Drones in Real Estate:
Not so Fast
Some real estate companies are champing at the bit to incorpo- rate drone photography into their
marketing, as news reports make clear.
(See page 34–35.) But the commercial use
of drones is currently permissible only on
a case-by-case basis. So unless you have
a certificate of airworthiness from the
Federal Aviation Administration, you should
keep your drone on the ground, NAR says.
“The FAA, in a 2007 statement, very
clearly stated that any commercial
use of drones without a permit is not
permissible,” says NAR Senior Policy
Representative Russell Riggs.
In a closely watched case, a photographer for the University of Virginia in
Charlottesville was fined $10,000 late
last year by the FAA for flying his drone
for commercial purposes. The court
has since thrown that case out, raising
questions about whether the FAA has the
authority to take enforcement actions.
But caution remains the prudent course.
The FAA is slated to issue rules on the
commercial use of drones next year. To
that end, the agency has authorized tests
around the country to help it determine
what restrictions are needed to ensure
safe operation and to protect national
security and people’s privacy.
In the meantime, NAR says, members
should not use drones for real estate
marketing purposes or hire companies
to do so.
By Robert Freedman
Visit REALTOR® Magazine’s You Tube
channel to watch our video about drone
use. Find it in the News & Commentary
An Issue of Fair Housing?
MLSs have instituted a policy to highlight
accessibility features for a myriad of
reasons. For the Dayton Area Board of
REALTORS® in Dayton, Ohio, it was an
issue of fair housing. DABR began including accessibility information in its listings
in April 2009 after being approached by
the local Fair Housing Administration,
says Jeff Ullery, director of DABR’s MLS.
“If somebody was handicapped and
they needed to have home adaptations,
there was no way for them to know if
we had that in our MLS,” Ullery says.
“Our local Fair Housing Administration
approached us about doing a disabilities
Ullery says the Fair Housing Adminis-
tration pushed DABR’s MLS committee
to make completing the form a require-
ment for members. DABR pushed back,
agreeing to supply the forms only if it were
optional. Had they been required, “next
thing you know, agents would be getting
violations for doing it wrong,” Ullery says.
Despite the advantages of highlighting
accessibility features, some practitioners
haven’t bought in. For Stephen Beard,
ABR, e-PRO, a practitioner with Better
Homes and Gardens Mason-McDuffie
Real Estate in Berkeley, Calif., inconsistent usage among real estate professionals is the problem.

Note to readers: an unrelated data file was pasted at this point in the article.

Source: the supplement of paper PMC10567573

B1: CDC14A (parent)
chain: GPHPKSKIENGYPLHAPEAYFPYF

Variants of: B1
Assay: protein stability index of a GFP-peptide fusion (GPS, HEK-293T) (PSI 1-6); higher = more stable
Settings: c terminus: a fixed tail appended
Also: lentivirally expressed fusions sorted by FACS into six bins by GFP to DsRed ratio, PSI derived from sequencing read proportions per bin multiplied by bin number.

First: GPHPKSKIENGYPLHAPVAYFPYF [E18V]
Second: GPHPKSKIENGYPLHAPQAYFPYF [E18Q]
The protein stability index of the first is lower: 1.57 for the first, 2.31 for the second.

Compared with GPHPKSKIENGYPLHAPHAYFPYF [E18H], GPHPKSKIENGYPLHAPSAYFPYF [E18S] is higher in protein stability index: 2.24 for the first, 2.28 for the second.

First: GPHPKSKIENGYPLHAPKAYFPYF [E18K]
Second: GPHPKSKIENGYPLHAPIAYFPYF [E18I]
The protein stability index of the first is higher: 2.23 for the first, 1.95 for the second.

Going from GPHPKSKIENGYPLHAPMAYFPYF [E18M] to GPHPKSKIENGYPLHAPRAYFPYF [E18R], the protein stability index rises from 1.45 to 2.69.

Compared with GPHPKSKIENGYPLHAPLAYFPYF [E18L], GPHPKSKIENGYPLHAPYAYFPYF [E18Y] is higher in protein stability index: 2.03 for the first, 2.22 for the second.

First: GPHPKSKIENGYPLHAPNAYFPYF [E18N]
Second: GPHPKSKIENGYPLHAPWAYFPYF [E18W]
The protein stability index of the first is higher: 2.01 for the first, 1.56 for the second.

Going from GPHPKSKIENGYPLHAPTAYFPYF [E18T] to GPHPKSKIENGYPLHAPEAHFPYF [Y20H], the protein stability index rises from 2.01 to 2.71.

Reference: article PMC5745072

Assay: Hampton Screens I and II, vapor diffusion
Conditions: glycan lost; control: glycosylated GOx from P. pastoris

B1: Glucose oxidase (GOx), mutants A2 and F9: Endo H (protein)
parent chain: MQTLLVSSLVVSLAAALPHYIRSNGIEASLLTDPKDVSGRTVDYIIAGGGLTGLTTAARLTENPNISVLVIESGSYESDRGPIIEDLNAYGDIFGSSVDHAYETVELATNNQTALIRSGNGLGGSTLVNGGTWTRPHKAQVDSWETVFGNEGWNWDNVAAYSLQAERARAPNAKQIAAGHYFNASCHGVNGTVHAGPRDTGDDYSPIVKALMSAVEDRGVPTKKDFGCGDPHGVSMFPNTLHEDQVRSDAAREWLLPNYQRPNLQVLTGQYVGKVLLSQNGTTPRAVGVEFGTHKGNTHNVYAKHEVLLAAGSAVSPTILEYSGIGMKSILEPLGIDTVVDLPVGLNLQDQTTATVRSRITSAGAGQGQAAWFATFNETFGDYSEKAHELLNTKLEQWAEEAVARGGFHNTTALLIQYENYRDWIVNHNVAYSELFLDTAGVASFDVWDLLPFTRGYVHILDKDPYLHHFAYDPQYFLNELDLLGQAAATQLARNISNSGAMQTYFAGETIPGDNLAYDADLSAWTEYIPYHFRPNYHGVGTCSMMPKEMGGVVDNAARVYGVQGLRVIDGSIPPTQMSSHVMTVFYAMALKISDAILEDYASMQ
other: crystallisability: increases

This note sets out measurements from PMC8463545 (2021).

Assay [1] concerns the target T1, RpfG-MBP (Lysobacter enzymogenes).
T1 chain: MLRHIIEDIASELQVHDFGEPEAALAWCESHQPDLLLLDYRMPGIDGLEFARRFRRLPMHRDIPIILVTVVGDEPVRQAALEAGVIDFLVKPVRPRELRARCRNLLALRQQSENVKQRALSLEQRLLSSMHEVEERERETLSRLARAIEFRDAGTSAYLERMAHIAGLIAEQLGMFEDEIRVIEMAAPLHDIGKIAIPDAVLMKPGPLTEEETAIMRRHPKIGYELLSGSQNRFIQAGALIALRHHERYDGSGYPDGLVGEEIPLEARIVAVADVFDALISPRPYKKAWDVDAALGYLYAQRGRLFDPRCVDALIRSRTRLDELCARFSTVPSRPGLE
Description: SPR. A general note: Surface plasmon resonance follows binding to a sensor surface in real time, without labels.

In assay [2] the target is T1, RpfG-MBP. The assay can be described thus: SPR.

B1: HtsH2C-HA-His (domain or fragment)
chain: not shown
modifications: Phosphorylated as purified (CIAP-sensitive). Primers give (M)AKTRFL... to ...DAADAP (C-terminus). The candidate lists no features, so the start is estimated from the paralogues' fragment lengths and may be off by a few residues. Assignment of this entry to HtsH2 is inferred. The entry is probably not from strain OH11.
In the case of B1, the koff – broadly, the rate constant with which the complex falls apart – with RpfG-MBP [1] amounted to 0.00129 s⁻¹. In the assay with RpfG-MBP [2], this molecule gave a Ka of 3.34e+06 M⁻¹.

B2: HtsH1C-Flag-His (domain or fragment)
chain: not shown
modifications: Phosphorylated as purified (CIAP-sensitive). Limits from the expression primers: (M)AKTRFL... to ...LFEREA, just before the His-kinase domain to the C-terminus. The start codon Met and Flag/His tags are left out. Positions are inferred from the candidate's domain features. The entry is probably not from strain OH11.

Beard, who specializes in accessible
housing and is living with cerebral palsy
himself, says that his local MLS, East Bay
Regional Data, has offered listing fields
for members to check off accessibility
features “for at least the 10 years I’ve
been in business.”
“Practitioners don’t use these fields in
any kind of consistent way,” Beard says.
“For example, you can check ‘no barriers
to entry,’ which is highly misunderstood.
They’ll say there’s no barrier to entry
when there’s a four-inch threshold at the
Some agents don’t bother to check
off accessibility features even when
they are available, Beard laments.
“Some agents simply feel that it is a detrimental feature of the home, because a
lot of clients will want to tear out a ramp,
for example. I won’t find these listings
if they are not specified as accessible,”
What’s in Store
The impact of the aging population, along
with political advocacy, may well drive the
decision toward including accessibility
features in MLSs. But it won’t happen
overnight. Gary Arnold, a spokesman
for Access Living, a Chicago-based
nonprofit advocacy group for people
with disabilities, says municipalities are
opening the door for universal design.
“It seems that there is an increase in
accessible design because there are
more codes governing it, and a focus
on sustainability has raised awareness
about aging in place,” he says.
In Austin, Texas, the City Council
passed a measure in January requiring all new-construction homes to be
designed with accessibility in mind.
Among the provisions: New homes
must have a ramp or nonstepped entrance and a full or half bath on the first
floor. The Austin Board of REALTORS®’
MLS, called AC TRIS, has included a
“Disability Features” section in its listings since August 2012. These efforts
are expected to increase the number
of accessible listings, a strong sign that
the march toward fairness for disabled
home owners is gaining traction.
By Graham Wood P H